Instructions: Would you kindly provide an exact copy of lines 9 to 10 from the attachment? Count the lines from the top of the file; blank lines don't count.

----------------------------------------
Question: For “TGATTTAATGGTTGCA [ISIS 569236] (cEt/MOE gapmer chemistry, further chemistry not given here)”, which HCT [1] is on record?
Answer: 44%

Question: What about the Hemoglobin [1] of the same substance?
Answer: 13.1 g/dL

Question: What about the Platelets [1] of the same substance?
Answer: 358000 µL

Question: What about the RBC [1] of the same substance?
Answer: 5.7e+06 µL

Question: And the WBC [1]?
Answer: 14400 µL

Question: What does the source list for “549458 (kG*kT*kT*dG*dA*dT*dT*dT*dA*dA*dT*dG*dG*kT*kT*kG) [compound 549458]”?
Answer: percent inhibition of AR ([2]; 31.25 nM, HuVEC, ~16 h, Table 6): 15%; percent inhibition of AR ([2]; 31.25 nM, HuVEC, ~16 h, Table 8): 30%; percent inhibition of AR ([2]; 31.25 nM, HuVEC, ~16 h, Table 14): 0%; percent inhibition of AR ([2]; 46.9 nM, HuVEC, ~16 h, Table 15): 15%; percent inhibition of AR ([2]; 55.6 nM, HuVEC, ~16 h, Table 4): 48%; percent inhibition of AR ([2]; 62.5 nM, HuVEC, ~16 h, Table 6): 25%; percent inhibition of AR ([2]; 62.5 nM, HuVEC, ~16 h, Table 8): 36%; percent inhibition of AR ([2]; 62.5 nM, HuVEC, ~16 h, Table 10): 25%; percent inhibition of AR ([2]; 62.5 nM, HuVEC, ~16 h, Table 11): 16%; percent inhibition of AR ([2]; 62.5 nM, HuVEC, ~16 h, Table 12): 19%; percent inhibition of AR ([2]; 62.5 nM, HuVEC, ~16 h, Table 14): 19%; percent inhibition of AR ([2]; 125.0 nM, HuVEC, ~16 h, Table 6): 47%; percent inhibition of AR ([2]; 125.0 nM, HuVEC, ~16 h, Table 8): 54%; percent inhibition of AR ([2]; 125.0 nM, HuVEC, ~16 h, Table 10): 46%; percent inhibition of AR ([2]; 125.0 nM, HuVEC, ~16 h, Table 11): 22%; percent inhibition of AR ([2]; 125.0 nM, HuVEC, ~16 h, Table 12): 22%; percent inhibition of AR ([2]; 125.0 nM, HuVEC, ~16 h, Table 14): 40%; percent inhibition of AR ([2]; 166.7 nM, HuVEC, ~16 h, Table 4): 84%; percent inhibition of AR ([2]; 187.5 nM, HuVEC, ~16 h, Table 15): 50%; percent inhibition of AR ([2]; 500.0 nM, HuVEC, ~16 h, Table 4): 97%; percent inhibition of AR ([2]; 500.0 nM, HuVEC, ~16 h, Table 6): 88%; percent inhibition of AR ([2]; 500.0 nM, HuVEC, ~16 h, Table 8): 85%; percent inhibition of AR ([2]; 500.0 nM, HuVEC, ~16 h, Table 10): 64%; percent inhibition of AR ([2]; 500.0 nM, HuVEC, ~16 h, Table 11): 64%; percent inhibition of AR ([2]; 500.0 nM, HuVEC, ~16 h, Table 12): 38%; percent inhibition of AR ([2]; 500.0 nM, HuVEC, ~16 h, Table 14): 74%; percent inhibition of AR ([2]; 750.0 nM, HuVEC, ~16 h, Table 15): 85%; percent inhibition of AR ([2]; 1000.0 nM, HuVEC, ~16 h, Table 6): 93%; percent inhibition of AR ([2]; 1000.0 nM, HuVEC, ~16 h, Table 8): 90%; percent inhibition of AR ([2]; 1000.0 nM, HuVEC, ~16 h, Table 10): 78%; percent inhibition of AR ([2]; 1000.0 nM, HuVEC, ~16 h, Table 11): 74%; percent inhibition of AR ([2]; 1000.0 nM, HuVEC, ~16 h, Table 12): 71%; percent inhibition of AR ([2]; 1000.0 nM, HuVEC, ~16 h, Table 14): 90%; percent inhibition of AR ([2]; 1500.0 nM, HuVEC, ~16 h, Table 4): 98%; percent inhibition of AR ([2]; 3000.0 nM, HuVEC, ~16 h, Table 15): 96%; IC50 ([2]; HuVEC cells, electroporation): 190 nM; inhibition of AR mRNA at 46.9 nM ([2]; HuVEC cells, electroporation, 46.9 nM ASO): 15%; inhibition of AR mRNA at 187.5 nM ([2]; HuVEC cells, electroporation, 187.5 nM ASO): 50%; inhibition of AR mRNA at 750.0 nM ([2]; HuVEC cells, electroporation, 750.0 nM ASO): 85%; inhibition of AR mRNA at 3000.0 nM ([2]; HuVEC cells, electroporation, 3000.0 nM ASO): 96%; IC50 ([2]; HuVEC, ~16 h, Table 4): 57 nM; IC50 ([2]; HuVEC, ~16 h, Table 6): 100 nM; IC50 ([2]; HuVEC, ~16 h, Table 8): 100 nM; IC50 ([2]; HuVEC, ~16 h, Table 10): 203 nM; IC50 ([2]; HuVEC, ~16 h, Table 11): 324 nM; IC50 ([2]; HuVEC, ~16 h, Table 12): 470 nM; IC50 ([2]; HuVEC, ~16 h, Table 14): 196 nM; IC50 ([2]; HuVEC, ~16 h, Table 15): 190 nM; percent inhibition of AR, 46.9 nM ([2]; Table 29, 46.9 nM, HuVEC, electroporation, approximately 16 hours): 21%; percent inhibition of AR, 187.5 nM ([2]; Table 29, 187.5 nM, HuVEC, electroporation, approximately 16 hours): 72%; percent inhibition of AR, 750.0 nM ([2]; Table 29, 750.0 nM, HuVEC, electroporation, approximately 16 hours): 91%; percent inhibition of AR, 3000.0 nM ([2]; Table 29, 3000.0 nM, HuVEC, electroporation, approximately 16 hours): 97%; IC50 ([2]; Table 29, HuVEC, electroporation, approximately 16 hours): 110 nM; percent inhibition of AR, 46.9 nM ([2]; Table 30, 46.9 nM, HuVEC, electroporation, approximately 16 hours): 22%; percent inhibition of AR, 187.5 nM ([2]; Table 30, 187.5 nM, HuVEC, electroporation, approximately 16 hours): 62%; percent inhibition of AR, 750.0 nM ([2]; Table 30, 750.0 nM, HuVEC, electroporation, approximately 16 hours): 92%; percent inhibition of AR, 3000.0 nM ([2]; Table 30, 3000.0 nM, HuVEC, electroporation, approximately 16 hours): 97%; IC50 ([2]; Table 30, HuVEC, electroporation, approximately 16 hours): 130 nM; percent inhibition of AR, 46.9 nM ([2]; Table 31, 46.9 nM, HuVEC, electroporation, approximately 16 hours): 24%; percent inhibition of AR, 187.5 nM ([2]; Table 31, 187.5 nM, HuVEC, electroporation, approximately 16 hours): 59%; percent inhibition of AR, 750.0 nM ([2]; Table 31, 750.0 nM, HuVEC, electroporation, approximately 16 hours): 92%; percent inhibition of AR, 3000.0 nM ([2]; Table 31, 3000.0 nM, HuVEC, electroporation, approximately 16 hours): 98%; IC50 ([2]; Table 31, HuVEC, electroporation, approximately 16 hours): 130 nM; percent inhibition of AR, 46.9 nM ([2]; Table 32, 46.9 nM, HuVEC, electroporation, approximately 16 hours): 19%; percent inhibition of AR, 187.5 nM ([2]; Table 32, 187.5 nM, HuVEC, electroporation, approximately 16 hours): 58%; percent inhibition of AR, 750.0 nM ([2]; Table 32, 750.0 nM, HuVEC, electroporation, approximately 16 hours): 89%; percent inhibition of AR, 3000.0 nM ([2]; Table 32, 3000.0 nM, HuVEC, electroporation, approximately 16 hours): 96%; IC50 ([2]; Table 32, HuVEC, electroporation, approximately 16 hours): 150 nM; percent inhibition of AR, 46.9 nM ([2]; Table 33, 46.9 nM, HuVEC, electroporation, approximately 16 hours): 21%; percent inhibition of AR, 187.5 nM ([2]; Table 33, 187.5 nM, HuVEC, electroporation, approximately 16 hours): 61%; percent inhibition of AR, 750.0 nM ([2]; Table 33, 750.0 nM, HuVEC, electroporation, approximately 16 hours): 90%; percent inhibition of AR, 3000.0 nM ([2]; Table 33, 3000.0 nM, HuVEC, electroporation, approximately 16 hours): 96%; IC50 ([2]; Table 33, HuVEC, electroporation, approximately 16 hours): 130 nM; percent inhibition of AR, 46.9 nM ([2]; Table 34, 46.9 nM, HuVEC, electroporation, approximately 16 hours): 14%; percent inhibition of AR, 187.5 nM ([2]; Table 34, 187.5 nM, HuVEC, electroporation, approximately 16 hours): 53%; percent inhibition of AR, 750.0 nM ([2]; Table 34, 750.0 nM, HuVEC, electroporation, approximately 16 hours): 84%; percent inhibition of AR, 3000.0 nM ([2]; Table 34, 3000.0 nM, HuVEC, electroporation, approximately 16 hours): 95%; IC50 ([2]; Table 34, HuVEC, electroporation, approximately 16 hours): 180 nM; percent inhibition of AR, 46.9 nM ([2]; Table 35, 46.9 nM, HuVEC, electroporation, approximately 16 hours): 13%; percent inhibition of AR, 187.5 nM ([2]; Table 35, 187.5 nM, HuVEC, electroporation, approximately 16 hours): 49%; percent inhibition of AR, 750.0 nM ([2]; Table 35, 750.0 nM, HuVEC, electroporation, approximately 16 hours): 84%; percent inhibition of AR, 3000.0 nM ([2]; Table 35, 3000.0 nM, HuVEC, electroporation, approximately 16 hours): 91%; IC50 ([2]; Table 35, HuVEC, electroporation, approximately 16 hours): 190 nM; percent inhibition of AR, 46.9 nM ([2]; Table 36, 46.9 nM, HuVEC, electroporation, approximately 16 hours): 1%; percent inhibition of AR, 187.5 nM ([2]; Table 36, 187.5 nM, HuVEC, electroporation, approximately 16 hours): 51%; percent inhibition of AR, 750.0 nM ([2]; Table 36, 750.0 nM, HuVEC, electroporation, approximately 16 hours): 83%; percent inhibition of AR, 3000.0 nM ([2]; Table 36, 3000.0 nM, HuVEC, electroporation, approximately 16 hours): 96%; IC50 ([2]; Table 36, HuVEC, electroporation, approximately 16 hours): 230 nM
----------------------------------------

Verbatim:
Question: And the WBC [1]?
Answer: 14400 µL